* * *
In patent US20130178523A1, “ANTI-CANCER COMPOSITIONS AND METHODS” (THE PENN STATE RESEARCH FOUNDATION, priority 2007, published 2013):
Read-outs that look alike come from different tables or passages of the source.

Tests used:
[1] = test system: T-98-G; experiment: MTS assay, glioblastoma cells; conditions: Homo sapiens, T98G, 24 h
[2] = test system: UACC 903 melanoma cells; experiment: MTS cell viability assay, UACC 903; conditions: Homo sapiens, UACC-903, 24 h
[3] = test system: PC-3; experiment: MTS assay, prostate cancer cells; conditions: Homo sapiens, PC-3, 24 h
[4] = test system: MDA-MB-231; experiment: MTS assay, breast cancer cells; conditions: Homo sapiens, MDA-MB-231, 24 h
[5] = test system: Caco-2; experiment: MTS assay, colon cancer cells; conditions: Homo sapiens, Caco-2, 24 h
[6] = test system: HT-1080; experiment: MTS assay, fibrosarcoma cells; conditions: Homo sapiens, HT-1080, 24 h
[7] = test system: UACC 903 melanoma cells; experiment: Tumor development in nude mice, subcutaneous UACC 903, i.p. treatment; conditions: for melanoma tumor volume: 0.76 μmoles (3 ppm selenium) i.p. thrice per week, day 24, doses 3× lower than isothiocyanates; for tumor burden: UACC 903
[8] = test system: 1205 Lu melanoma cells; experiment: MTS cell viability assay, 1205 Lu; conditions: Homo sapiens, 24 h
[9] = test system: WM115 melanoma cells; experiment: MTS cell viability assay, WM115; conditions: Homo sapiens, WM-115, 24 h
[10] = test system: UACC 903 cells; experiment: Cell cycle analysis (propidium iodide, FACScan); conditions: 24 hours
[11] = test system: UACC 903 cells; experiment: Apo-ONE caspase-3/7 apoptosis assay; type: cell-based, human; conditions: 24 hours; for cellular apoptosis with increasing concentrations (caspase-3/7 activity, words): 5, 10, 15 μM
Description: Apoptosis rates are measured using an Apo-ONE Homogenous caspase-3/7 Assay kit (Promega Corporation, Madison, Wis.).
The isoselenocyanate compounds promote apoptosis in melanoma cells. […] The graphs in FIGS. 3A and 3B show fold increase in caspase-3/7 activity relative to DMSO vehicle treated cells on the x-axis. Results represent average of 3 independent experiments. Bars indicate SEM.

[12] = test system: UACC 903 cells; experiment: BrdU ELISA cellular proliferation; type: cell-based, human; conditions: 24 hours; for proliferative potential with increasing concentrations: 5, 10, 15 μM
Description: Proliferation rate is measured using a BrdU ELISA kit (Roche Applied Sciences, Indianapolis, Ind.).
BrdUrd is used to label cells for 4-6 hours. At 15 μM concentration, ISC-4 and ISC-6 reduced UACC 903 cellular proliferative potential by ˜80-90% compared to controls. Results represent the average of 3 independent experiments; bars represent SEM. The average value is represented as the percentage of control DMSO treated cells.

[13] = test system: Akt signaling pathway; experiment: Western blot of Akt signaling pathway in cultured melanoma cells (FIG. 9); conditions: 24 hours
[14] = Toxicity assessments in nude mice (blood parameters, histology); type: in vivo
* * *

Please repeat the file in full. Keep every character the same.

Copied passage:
In patent US20130178523A1, “ANTI-CANCER COMPOSITIONS AND METHODS” (THE PENN STATE RESEARCH FOUNDATION, priority 2007, published 2013):
Read-outs that look alike come from different tables or passages of the source.

Tests used:
[1] = test system: T-98-G; experiment: MTS assay, glioblastoma cells; conditions: Homo sapiens, T98G, 24 h
[2] = test system: UACC 903 melanoma cells; experiment: MTS cell viability assay, UACC 903; conditions: Homo sapiens, UACC-903, 24 h
[3] = test system: PC-3; experiment: MTS assay, prostate cancer cells; conditions: Homo sapiens, PC-3, 24 h
[4] = test system: MDA-MB-231; experiment: MTS assay, breast cancer cells; conditions: Homo sapiens, MDA-MB-231, 24 h
[5] = test system: Caco-2; experiment: MTS assay, colon cancer cells; conditions: Homo sapiens, Caco-2, 24 h
[6] = test system: HT-1080; experiment: MTS assay, fibrosarcoma cells; conditions: Homo sapiens, HT-1080, 24 h
[7] = test system: UACC 903 melanoma cells; experiment: Tumor development in nude mice, subcutaneous UACC 903, i.p. treatment; conditions: for melanoma tumor volume: 0.76 μmoles (3 ppm selenium) i.p. thrice per week, day 24, doses 3× lower than isothiocyanates; for tumor burden: UACC 903
[8] = test system: 1205 Lu melanoma cells; experiment: MTS cell viability assay, 1205 Lu; conditions: Homo sapiens, 24 h
[9] = test system: WM115 melanoma cells; experiment: MTS cell viability assay, WM115; conditions: Homo sapiens, WM-115, 24 h
[10] = test system: UACC 903 cells; experiment: Cell cycle analysis (propidium iodide, FACScan); conditions: 24 hours
[11] = test system: UACC 903 cells; experiment: Apo-ONE caspase-3/7 apoptosis assay; type: cell-based, human; conditions: 24 hours; for cellular apoptosis with increasing concentrations (caspase-3/7 activity, words): 5, 10, 15 μM
Description: Apoptosis rates are measured using an Apo-ONE Homogenous caspase-3/7 Assay kit (Promega Corporation, Madison, Wis.).
The isoselenocyanate compounds promote apoptosis in melanoma cells. […] The graphs in FIGS. 3A and 3B show fold increase in caspase-3/7 activity relative to DMSO vehicle treated cells on the x-axis. Results represent average of 3 independent experiments. Bars indicate SEM.

[12] = test system: UACC 903 cells; experiment: BrdU ELISA cellular proliferation; type: cell-based, human; conditions: 24 hours; for proliferative potential with increasing concentrations: 5, 10, 15 μM
Description: Proliferation rate is measured using a BrdU ELISA kit (Roche Applied Sciences, Indianapolis, Ind.).
BrdUrd is used to label cells for 4-6 hours. At 15 μM concentration, ISC-4 and ISC-6 reduced UACC 903 cellular proliferative potential by ˜80-90% compared to controls. Results represent the average of 3 independent experiments; bars represent SEM. The average value is represented as the percentage of control DMSO treated cells.

[13] = test system: Akt signaling pathway; experiment: Western blot of Akt signaling pathway in cultured melanoma cells (FIG. 9); conditions: 24 hours
[14] = Toxicity assessments in nude mice (blood parameters, histology); type: in vivo